ith pageantry, parades, and people—lots of people!—General Conference (GC) sessions pulsate with the energy of this global movement. Yet at their heart they are business meetings, during which some 2,400 delegates representing the world church elect leaders and consider items such as changes to the Church Manual or the church’s Fundamental Beliefs.
The daily Bulletins of each session, produced by the staff of the Adventist Review, provide a record that shows the changing church as it moves through time. As one studies the past five sessions, those in which I served as editor of the Review, fascinating bits of history come to light.
1985: New Orleans
When Adventists gathered in the Louisiana Superdome, the church numbered about 5 million and had just concluded the most fruitful evangelistic thrust in our history, called the 1,000 Days of Reaping. With the church growing rapidly, church structure and organization needed to be addressed. Signs of strain were appearing between the General Conference and the North American Division, where the central office is located. The role of women in the church was coming to the fore, especially in North America.
The Adventist Church was a church on the move. It was time to consider major changes in how we went about our mission.
The main item of business at this, the fifty-fourth General Conference session, took up a series of recommendations concerning the role and function of denominational organizations. Delegates affirmed the concept that the world church has four (not five) constituent levels: local church, conference, union conference, and General Conference. The geographical divisions of the church are not separate levels but part of the General Conference. Thus, presidents of these divisions not only administer the church in their territories, but are vice presidents of the General Conference.
Reiterating this concept has major implications. It helps preserve the unity of Seventh-day Adventists as the church grows globally.
In the most sweeping departmental change in 80 years, five departments and services of the church were melded into one megadepartment: Church Ministries. It combined Lay Activities, Sabbath School, Youth, Stewardship and Development, and Home and Family Service. One other item introduced in New Orleans—the role and ordination of women pastors—was deferred for further study. It would feature prominently in the following two General Conference sessions.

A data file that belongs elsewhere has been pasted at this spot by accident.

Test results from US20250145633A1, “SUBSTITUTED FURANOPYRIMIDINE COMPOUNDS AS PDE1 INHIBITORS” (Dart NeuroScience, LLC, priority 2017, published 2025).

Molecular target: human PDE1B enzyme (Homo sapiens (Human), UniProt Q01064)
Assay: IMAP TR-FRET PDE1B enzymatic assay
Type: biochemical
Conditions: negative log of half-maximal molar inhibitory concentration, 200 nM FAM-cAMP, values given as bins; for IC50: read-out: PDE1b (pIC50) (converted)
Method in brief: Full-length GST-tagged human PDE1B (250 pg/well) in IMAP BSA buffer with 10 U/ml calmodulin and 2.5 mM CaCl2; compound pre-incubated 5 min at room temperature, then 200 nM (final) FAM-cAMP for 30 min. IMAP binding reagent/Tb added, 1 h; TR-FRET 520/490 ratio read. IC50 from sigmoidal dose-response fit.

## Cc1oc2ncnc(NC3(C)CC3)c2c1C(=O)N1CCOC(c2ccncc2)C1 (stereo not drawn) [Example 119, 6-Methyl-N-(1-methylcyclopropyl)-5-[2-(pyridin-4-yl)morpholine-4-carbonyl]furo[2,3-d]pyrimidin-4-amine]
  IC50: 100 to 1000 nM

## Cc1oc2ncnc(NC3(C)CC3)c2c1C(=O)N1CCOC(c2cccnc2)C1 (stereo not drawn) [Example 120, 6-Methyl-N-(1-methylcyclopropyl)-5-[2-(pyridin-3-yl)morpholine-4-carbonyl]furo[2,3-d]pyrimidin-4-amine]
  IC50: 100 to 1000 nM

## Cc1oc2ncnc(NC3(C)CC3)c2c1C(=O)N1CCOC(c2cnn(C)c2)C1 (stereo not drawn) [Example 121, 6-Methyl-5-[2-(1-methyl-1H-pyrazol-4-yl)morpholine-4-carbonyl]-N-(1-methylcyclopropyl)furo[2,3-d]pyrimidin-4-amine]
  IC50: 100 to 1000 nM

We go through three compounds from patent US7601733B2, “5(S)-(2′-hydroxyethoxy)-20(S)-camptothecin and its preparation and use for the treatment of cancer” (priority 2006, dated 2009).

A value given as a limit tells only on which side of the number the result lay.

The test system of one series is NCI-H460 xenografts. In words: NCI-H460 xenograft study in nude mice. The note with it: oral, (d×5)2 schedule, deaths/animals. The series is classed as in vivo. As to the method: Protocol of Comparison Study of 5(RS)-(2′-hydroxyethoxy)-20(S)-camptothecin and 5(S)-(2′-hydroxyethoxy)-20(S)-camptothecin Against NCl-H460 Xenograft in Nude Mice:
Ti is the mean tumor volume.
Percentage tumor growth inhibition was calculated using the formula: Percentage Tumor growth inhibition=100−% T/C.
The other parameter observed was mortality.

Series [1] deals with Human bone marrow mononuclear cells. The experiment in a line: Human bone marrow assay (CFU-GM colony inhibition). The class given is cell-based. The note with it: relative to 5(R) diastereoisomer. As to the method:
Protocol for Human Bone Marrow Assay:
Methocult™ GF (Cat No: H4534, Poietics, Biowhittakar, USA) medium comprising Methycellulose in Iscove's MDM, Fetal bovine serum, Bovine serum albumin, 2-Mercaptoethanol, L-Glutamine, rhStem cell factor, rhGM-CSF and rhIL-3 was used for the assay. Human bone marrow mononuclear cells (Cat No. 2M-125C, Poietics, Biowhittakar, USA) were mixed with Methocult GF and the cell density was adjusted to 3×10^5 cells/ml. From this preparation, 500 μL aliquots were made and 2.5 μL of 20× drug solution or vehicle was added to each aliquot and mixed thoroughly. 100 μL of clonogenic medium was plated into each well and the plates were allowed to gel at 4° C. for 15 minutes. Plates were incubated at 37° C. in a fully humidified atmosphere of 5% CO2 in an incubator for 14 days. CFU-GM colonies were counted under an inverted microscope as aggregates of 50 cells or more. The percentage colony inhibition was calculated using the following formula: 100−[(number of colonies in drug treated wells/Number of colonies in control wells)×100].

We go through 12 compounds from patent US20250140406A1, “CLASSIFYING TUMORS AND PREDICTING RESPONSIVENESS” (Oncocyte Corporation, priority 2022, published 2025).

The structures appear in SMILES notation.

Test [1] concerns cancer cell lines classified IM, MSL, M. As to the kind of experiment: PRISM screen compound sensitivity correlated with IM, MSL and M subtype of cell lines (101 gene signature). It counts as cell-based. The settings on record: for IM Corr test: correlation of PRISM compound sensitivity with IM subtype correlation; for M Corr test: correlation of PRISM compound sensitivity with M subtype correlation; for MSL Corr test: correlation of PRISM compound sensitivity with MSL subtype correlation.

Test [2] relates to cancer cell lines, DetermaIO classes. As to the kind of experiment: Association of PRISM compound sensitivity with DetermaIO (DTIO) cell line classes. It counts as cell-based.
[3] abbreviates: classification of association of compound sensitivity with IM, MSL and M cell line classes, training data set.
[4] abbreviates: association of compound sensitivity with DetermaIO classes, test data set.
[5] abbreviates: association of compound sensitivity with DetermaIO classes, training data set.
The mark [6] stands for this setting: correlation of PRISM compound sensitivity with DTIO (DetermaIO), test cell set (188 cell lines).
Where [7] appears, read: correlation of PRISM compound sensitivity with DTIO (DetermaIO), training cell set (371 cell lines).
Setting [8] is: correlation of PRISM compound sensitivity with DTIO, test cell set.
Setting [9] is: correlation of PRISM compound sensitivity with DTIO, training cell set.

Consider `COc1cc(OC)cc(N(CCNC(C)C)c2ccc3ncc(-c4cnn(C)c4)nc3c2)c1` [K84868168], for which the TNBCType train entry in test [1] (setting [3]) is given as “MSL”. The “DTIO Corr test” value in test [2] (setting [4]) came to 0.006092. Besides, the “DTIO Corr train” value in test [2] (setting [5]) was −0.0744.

The fifty-fifth General Conference session, held in the Hoosier Dome, was marked by surprises from its outset.
In his opening address on the Thursday night, General Conference president Neal C. Wilson announced his readiness to continue in office if requested. He turned 70 on that very day; he had served for 11 years. The following day, however, the Nominating Committee did not bring in an early report. The hours ticked by and suspense mounted. Word leaked out that the committee had voted to turn to someone else to lead the world church, that it had sounded out one person but that he declined, and that now they were working on other names. Would the church elect a president that day, or would we enter Sabbath hours with the issue unresolved?
At last, shortly before 6:00 p.m., the committee presented its report. It was a stunner: nominated for world church president was Robert S. Folkenberg, president of the Carolina Conference. At 49, he was the youngest GC president since A. G. Daniells, 89 years before, and the first to come to office directly from the conference level since the church reorganized in 1901.
One item of business generated strong feelings and extended over several days—the role of women pastors. At length delegates voted 1,173 to 377 that, because of the widespread lack of support in the world church at the time, the ordination of women to the gospel ministry would not be approved. The role of women in pastoral ministry was, however, affirmed.
At this convocation, a new division formed from the territories of the USSR was recognized, a strategy for the intentional evangelization of unreached areas (subsequently called Global Mission) was launched, a position statement on Sabbath observance was voted, and the constitution and bylaws of the church were changed to limit the number of delegates to General Conference sessions.
The sprawling Jaarbeurs complex in Utrecht, Netherlands, was modified from its customary exhibition function to accommodate an international convention. Some of the huge space was turned into dormitories that enabled thousands of Adventists from Eastern Europe and the countries of the former Soviet Union to attend their first General Conference session.